The following illustrates only three forms of academic dishonesty:

  1. Plagiarism, e.g. the submission of work that is not one’s own or for which other credit has been obtained.
  2. Improper collaboration in group work.
  3. Copying or using unauthorized aids in tests and examinations.

Email correspondence policy

It is the policy of the Faculty of Humanities that all email communication sent from students to instructors (including TAs), and from students to staff, must originate from each student’s own McMaster University email account. This policy protects confidentiality and confirms the identity of the student.  Instructors will delete emails that do not originate from a McMaster email account.

Modification of course outlines

The University reserves the right to change dates and/or deadlines etc. for any or all courses in the case of an emergency situation or labour disruption or civil unrest/disobedience, etc. If a modification becomes necessary, reasonable notice and communication with the students will be given with an explanation and the opportunity to comment on changes. Any significant changes should be made in consultation with the Department Chair.

McMaster Student Absence Form (MSAF)

In the event of an absence for medical or other reasons, students should review and follow the Academic Regulation in the Undergraduate Calendar Requests for Relief for Missed Academic Term Work. Please note these regulations have changed beginning Fall 2015. You can find information at mcmaster.ca/msaf/. If you have any questions about the MSAF, please contact your Associate Dean's office.

Academic Accommodation of Students with Disabilities

Students who require academic accommodation must contact Student Accessibility Services (SAS) to make arrangements with a Program Coordinator. Academic accommodations must be arranged for each term of study. Student Accessibility Services can be contacted by phone 905-525-9140 ext. 28652 or e-mail sas@mcmaster.ca. For further information, consult McMaster University's Policy for Academic Accommodation of Students with Disabilities.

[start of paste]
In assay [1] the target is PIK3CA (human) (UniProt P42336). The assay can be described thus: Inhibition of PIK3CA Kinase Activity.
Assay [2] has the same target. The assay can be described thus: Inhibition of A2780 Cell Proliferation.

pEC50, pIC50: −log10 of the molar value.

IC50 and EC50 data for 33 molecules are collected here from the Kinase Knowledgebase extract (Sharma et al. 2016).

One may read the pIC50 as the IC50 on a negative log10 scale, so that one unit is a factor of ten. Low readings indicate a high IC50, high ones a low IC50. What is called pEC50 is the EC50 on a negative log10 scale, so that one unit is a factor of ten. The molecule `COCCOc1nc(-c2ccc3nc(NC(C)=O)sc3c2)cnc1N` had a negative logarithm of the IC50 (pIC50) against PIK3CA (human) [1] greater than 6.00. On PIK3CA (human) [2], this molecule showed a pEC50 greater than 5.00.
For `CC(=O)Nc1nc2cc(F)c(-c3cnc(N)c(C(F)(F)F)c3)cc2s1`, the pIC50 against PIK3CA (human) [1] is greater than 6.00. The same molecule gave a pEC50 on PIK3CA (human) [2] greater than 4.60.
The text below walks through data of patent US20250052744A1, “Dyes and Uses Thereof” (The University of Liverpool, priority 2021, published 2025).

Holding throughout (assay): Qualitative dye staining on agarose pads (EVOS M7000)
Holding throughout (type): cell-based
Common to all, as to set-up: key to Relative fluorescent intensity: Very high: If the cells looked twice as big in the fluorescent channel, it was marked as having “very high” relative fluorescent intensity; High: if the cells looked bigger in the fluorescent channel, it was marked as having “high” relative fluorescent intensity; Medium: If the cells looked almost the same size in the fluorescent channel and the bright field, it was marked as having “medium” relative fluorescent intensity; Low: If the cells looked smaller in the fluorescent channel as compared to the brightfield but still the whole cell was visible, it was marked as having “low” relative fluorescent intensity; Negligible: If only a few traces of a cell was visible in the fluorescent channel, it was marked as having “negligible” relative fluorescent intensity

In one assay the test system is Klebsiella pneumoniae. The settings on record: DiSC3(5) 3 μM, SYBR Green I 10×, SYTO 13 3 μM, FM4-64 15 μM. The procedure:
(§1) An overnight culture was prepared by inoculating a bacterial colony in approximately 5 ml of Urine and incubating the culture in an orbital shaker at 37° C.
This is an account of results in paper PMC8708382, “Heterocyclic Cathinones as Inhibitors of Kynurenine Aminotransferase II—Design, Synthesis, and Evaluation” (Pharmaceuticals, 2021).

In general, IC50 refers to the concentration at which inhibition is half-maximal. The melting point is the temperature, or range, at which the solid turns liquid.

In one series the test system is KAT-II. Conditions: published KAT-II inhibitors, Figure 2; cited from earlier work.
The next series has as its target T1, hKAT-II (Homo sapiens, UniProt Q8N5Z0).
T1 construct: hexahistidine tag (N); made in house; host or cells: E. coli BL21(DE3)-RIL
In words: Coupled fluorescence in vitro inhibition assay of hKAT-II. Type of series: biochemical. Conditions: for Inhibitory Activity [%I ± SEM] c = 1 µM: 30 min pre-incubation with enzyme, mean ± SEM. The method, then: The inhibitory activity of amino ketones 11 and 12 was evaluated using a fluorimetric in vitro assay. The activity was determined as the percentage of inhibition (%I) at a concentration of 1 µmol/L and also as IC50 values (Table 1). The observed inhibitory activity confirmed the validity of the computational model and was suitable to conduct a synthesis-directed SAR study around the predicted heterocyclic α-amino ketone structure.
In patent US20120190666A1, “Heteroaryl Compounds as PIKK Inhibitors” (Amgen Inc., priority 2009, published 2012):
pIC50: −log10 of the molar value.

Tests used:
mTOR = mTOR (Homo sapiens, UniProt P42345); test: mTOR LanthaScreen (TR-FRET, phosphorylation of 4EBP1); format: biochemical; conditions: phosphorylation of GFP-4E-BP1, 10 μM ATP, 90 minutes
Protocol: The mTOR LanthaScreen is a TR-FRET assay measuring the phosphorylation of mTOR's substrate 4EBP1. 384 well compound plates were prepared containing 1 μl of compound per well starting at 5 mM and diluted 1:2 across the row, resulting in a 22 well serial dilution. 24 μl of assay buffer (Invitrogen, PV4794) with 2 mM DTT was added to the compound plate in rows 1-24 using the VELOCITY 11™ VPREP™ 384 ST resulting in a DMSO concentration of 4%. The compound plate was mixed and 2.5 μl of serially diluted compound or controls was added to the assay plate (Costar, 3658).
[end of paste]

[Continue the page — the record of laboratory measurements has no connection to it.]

Academic Accommodation for Religious, Indigenous and Spiritual Observances

Students requiring academic accommodation based on religion and spiritual observances should follow the procedures set out in the Course Calendar or by their respective Faculty. In most cases, the student should contact his or her professor or academic advisor as soon as possible to arrange accommodations for classes, assignments, tests and examinations that might be affected by a religious holiday or spiritual observance.


Topics and Readings:

Course Schedule

 

I. Communication, Global Health, Well Being & Environment

 

1. September 10*: Introduction -- Situating International Communication & Media in Today’s Global Contexts

*Note: Readings will be distributed to students before the first class; please come to class with the materials read.

Guest Speaker: Vanessa (Vee) Farr, United Nations: “MHM Projects and Problems”

 

Intro Readings

Kraidy, Marwan. (2018). Global Media Studies: A Critical Agenda. Journal of Communication 68(2018): 337-346.

Appadurai, Arjun. (1990). Disjuncture and Difference in the Global Cultural Economy. Theory, Culture & Society 7(1990: 295-310.

 

Readings Requested by Guest Speaker

“MHM in 10: Advancing the MHM Agenda in Schools” (2016). UNICEF & Columbia University. Third Annual MeetingNew York, NY. 26 October 2016. pp. 1-23.

“Just the Facts: Understanding Menstruation” (2016). UNICEF & Columbia University. Third Annual MeetingNew York, NY. 26 October 2016.

Menstrual Hygeine Day: http://menstrualhygieneday.org.Please browse this website, and especially look at “Campaign Materials” in the dropdown menu, so you can see examples of different countries’ activities.

 

2. September 17: ICT4D—Digital NWICO, Development Communication, and Global Health Campaigns

Thussu, Daya Kishan (2015). Reinventing “Many Voices”: MacBride and a Digital New World Information and Communication Order. Javnost: The Public 22(3): 252–263.

Chance, Zoe and Rohit Deshpande (2009). Putting Patients First: Social Marketing Strategies for Treating HIV in Developing Nations. Journal of Macromarketing29(3): 220-232.

Mohammed, Shaheed. (2001). Personal Communication Networks andthe Effects of an Entertainment-Education Radio Soap Opera in Tanzania. Journal of Health Communication6 (2001): 137-154.

Screening (In class): Campaign materials.